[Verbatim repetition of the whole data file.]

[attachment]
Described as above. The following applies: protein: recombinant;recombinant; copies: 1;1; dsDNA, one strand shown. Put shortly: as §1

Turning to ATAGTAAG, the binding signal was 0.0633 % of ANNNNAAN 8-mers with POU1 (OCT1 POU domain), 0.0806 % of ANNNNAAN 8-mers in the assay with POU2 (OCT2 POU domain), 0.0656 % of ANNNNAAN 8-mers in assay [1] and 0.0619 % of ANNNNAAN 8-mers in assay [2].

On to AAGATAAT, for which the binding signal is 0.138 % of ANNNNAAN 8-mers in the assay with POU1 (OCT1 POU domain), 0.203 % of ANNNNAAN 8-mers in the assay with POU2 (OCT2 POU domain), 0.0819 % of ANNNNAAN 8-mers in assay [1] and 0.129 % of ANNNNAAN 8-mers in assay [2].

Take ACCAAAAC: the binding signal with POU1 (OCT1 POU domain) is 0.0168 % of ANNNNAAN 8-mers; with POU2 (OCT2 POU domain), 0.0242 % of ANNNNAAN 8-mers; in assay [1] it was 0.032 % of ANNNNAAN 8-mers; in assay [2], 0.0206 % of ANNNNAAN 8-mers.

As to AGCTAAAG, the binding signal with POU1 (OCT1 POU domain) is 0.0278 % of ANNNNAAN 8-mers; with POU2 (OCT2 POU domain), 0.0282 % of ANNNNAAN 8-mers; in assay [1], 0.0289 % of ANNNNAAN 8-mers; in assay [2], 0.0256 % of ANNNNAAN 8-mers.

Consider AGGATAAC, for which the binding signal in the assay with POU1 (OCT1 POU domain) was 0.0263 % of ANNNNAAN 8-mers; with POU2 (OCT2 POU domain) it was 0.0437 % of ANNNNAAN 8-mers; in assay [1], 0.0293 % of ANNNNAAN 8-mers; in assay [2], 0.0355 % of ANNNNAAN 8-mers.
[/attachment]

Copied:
Described as above. The following applies: protein: recombinant;recombinant; copies: 1;1; dsDNA, one strand shown. Put shortly: as §1

Turning to ATAGTAAG, the binding signal was 0.0633 % of ANNNNAAN 8-mers with POU1 (OCT1 POU domain), 0.0806 % of ANNNNAAN 8-mers in the assay with POU2 (OCT2 POU domain), 0.0656 % of ANNNNAAN 8-mers in assay [1] and 0.0619 % of ANNNNAAN 8-mers in assay [2].

On to AAGATAAT, for which the binding signal is 0.138 % of ANNNNAAN 8-mers in the assay with POU1 (OCT1 POU domain), 0.203 % of ANNNNAAN 8-mers in the assay with POU2 (OCT2 POU domain), 0.0819 % of ANNNNAAN 8-mers in assay [1] and 0.129 % of ANNNNAAN 8-mers in assay [2].

Take ACCAAAAC: the binding signal with POU1 (OCT1 POU domain) is 0.0168 % of ANNNNAAN 8-mers; with POU2 (OCT2 POU domain), 0.0242 % of ANNNNAAN 8-mers; in assay [1] it was 0.032 % of ANNNNAAN 8-mers; in assay [2], 0.0206 % of ANNNNAAN 8-mers.

As to AGCTAAAG, the binding signal with POU1 (OCT1 POU domain) is 0.0278 % of ANNNNAAN 8-mers; with POU2 (OCT2 POU domain), 0.0282 % of ANNNNAAN 8-mers; in assay [1], 0.0289 % of ANNNNAAN 8-mers; in assay [2], 0.0256 % of ANNNNAAN 8-mers.

Consider AGGATAAC, for which the binding signal in the assay with POU1 (OCT1 POU domain) was 0.0263 % of ANNNNAAN 8-mers; with POU2 (OCT2 POU domain) it was 0.0437 % of ANNNNAAN 8-mers; in assay [1], 0.0293 % of ANNNNAAN 8-mers; in assay [2], 0.0355 % of ANNNNAAN 8-mers.